George Watson (painter)
Life and work
Watson was born at his father's estate, Overmains, Berwickshire, in 1767, the son of John Watson and Frances Veitch of Elliott. He received his early education in Edinburgh, and got some instruction in painting from Alexander Nasmyth but when 18 years of age he went to London with an introduction to Sir Joshua Reynolds, who received him as a pupil. After two years spent in Sir Joshua's studio, he returned to Edinburgh, and established himself as a portrait-painter.
In 1808 he was associated with other painters in starting a society of artists, which, however, only lasted a few years. He exhibited frequently at the Royal Academy and the British Institution, and about 1815 was invited to London to paint a number of portraits, including those of the dean of Canterbury and Benjamin West. In 1820, in spite of much opposition from the Royal Institution, the Scottish Academy was founded, and Watson, who had been president of the previous society, was elected to the same office in the new one, the ultimate success of which was largely due to his tact and ability. He continued as president until his death, the academy receiving its royal charter a few months afterwards.
It is said that he long maintained an honourable rivalry with Henry Raeburn but, although his grasp of character was firm, his executive power considerable, and his work belonged to a fine convention, his portraiture lacks the qualities which give that of his fellow artist enduring interest. He is represented in the National Gallery of Scotland by portraits of two brother artists, Benjamin West and Alexander Skirving; and in the Scottish Portrait Gallery by a number of portraits, including one of himself, and one of William Smellie, which some consider his best piece of work.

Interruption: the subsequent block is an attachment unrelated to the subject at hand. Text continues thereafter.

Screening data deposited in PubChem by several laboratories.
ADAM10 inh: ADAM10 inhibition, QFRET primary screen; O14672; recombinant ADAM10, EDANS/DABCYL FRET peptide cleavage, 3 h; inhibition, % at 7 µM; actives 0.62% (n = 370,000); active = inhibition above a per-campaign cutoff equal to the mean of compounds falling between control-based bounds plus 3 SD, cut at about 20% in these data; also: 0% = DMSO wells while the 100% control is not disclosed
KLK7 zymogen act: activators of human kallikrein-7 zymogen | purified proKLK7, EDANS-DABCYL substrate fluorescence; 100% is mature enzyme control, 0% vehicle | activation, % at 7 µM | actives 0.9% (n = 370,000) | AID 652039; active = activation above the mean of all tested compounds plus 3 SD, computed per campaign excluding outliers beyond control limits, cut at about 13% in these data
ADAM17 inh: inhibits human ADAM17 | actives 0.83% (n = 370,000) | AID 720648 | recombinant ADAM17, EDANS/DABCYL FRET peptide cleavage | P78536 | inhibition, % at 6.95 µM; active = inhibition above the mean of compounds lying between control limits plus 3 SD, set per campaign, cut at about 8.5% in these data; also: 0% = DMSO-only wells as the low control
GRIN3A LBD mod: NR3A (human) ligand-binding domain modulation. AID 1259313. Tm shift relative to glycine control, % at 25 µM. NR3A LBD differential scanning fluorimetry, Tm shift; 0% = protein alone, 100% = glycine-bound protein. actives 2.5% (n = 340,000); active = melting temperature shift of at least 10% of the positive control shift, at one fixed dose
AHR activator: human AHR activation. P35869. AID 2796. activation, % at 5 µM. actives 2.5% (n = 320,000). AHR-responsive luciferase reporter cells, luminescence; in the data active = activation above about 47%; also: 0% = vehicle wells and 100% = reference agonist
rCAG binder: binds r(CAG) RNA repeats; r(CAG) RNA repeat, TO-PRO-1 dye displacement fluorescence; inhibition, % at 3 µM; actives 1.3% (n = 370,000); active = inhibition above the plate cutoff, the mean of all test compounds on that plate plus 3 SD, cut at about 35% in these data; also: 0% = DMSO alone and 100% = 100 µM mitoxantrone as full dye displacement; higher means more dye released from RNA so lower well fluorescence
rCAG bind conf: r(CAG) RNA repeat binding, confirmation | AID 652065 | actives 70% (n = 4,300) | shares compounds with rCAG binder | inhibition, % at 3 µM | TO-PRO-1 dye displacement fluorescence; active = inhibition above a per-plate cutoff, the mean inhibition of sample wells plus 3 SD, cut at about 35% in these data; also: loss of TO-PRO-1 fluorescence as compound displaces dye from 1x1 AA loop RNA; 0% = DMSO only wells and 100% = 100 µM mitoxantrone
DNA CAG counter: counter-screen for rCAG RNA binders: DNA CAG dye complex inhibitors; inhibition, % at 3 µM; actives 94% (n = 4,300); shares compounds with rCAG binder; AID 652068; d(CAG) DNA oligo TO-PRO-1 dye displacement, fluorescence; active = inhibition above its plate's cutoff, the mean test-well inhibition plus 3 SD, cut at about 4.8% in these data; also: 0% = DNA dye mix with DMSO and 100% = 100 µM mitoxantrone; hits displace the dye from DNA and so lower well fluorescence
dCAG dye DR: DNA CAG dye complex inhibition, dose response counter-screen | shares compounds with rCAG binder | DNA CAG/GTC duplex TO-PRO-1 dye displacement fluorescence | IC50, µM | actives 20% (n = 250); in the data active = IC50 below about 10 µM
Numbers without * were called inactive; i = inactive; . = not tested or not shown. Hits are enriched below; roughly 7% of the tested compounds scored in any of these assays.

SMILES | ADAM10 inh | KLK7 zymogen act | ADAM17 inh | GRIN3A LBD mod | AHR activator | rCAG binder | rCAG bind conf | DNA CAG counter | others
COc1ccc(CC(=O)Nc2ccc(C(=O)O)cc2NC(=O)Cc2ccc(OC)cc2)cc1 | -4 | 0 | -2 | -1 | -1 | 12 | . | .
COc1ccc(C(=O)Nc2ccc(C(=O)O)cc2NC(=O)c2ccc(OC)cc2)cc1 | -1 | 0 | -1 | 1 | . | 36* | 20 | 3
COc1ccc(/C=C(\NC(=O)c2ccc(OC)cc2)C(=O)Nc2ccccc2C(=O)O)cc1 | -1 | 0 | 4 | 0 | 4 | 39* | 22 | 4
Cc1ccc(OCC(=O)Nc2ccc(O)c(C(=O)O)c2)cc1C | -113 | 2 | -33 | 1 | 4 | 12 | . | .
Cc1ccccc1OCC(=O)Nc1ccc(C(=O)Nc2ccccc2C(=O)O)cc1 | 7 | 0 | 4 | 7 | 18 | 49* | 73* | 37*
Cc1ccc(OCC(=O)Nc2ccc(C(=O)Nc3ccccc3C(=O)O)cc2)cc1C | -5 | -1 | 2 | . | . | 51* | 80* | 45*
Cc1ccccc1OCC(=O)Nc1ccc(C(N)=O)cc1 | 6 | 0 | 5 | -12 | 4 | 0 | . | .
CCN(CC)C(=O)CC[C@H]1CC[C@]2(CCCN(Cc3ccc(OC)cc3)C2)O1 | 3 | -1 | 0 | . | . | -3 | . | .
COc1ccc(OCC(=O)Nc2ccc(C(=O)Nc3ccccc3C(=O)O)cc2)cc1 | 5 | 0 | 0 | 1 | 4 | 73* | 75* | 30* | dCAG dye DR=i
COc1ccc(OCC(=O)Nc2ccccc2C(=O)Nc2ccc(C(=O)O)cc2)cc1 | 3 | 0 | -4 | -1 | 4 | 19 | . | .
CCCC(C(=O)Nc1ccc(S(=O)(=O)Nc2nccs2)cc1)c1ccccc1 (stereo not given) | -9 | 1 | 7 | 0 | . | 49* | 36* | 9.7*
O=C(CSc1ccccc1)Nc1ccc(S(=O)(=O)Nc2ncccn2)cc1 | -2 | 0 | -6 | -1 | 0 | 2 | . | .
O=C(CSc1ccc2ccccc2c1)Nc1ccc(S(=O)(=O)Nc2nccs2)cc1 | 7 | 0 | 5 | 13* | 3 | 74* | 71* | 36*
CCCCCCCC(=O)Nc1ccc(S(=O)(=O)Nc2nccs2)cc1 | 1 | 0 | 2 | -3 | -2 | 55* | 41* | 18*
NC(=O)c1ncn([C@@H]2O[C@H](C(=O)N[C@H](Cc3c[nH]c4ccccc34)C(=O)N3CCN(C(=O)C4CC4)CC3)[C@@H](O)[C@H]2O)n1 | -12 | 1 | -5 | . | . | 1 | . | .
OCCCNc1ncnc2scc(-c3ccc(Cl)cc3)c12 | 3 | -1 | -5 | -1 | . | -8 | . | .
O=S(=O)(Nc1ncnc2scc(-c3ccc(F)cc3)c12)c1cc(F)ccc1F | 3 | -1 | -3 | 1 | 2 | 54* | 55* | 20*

Shortly after his return from his first visit to London he married Rebecca, daughter of William Smellie, printer and naturalist, who, with five children, survived him.
Watson died in Edinburgh on 24 August 1837.
His son, William Smellie Watson (1796–1874), was born in Edinburgh, and, like his father and his cousin, Sir John Watson Gordon became a portrait-painter. He was a pupil of his father's, studied at the Trustees' Academy, and from 1815, for five years, in the schools of the London Royal Academy, and worked for a year with Sir David Wilkie while that artist was painting "The Penny Wedding" and other pictures. Returning to Edinburgh, he made a good connection as a portrait-painter, became one of the founders of the Scottish Academy, and for nearly fifty years exhibited with unfailing regularity. He solely confined himself to portraiture.
He died in Edinburgh on 6 November 1874. He was a devoted student of natural history, particularly ornithology, and formed an extensive collection of specimens, which he bequeathed to Edinburgh University.
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